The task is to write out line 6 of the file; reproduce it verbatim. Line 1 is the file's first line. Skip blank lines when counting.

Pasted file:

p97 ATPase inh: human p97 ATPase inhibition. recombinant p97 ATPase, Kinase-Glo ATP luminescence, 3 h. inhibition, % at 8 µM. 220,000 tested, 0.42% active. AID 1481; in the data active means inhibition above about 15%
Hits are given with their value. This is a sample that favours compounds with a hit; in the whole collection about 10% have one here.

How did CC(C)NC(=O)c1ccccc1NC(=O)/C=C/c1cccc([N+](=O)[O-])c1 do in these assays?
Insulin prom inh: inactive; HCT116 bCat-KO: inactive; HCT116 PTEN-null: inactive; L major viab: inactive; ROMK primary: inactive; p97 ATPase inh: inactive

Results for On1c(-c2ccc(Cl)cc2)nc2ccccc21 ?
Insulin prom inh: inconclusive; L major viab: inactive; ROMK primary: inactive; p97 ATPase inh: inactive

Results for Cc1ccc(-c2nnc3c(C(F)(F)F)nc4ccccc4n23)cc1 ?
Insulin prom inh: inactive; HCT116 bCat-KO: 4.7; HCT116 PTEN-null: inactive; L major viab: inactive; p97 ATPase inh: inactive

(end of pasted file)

Insulin prom inh: inconclusive; L major viab: inactive; ROMK primary: inactive; p97 ATPase inh: inactive